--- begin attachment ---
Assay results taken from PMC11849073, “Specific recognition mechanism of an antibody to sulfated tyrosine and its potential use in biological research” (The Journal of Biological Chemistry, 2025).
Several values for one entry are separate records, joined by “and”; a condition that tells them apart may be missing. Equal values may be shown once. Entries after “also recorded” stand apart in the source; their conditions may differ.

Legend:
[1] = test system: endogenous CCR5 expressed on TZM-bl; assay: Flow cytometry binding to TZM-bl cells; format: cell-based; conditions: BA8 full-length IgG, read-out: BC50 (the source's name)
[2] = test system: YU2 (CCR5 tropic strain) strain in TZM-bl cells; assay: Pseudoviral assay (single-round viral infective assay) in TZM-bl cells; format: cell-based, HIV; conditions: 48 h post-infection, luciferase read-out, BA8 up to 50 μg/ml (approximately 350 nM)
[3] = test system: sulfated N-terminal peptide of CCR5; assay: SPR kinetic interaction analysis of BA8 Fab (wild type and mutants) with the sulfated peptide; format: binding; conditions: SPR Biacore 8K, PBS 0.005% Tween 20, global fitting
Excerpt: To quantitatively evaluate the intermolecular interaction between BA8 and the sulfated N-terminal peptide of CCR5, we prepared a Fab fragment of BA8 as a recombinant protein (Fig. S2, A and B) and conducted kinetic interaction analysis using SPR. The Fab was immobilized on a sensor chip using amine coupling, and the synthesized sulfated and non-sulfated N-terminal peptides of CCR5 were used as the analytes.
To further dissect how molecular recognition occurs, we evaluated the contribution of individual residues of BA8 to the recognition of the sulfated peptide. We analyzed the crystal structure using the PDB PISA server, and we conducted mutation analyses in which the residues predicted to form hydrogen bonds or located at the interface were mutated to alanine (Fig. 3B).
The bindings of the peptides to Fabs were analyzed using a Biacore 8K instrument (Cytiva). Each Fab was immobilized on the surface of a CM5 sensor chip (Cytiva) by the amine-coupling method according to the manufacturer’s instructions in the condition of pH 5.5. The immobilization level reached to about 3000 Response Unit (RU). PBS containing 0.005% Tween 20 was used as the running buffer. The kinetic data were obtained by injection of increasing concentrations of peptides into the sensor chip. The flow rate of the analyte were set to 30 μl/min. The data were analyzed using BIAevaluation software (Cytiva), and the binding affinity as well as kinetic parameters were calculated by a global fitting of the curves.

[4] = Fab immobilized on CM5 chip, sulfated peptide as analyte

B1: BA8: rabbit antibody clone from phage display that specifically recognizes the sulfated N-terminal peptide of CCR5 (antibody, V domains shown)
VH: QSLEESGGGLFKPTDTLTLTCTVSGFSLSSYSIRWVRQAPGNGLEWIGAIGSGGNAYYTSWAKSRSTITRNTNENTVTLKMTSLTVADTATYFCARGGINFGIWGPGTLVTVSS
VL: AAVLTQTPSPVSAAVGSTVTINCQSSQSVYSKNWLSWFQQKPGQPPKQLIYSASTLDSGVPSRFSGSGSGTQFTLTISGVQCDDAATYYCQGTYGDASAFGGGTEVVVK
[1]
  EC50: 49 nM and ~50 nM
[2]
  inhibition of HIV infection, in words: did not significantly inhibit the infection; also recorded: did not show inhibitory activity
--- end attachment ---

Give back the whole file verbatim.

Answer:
Assay results taken from PMC11849073, “Specific recognition mechanism of an antibody to sulfated tyrosine and its potential use in biological research” (The Journal of Biological Chemistry, 2025).
Several values for one entry are separate records, joined by “and”; a condition that tells them apart may be missing. Equal values may be shown once. Entries after “also recorded” stand apart in the source; their conditions may differ.

Legend:
[1] = test system: endogenous CCR5 expressed on TZM-bl; assay: Flow cytometry binding to TZM-bl cells; format: cell-based; conditions: BA8 full-length IgG, read-out: BC50 (the source's name)
[2] = test system: YU2 (CCR5 tropic strain) strain in TZM-bl cells; assay: Pseudoviral assay (single-round viral infective assay) in TZM-bl cells; format: cell-based, HIV; conditions: 48 h post-infection, luciferase read-out, BA8 up to 50 μg/ml (approximately 350 nM)
[3] = test system: sulfated N-terminal peptide of CCR5; assay: SPR kinetic interaction analysis of BA8 Fab (wild type and mutants) with the sulfated peptide; format: binding; conditions: SPR Biacore 8K, PBS 0.005% Tween 20, global fitting
Excerpt: To quantitatively evaluate the intermolecular interaction between BA8 and the sulfated N-terminal peptide of CCR5, we prepared a Fab fragment of BA8 as a recombinant protein (Fig. S2, A and B) and conducted kinetic interaction analysis using SPR. The Fab was immobilized on a sensor chip using amine coupling, and the synthesized sulfated and non-sulfated N-terminal peptides of CCR5 were used as the analytes.
To further dissect how molecular recognition occurs, we evaluated the contribution of individual residues of BA8 to the recognition of the sulfated peptide. We analyzed the crystal structure using the PDB PISA server, and we conducted mutation analyses in which the residues predicted to form hydrogen bonds or located at the interface were mutated to alanine (Fig. 3B).
The bindings of the peptides to Fabs were analyzed using a Biacore 8K instrument (Cytiva). Each Fab was immobilized on the surface of a CM5 sensor chip (Cytiva) by the amine-coupling method according to the manufacturer’s instructions in the condition of pH 5.5. The immobilization level reached to about 3000 Response Unit (RU). PBS containing 0.005% Tween 20 was used as the running buffer. The kinetic data were obtained by injection of increasing concentrations of peptides into the sensor chip. The flow rate of the analyte were set to 30 μl/min. The data were analyzed using BIAevaluation software (Cytiva), and the binding affinity as well as kinetic parameters were calculated by a global fitting of the curves.

[4] = Fab immobilized on CM5 chip, sulfated peptide as analyte

B1: BA8: rabbit antibody clone from phage display that specifically recognizes the sulfated N-terminal peptide of CCR5 (antibody, V domains shown)
VH: QSLEESGGGLFKPTDTLTLTCTVSGFSLSSYSIRWVRQAPGNGLEWIGAIGSGGNAYYTSWAKSRSTITRNTNENTVTLKMTSLTVADTATYFCARGGINFGIWGPGTLVTVSS
VL: AAVLTQTPSPVSAAVGSTVTINCQSSQSVYSKNWLSWFQQKPGQPPKQLIYSASTLDSGVPSRFSGSGSGTQFTLTISGVQCDDAATYYCQGTYGDASAFGGGTEVVVK
[1]
  EC50: 49 nM and ~50 nM
[2]
  inhibition of HIV infection, in words: did not significantly inhibit the infection; also recorded: did not show inhibitory activity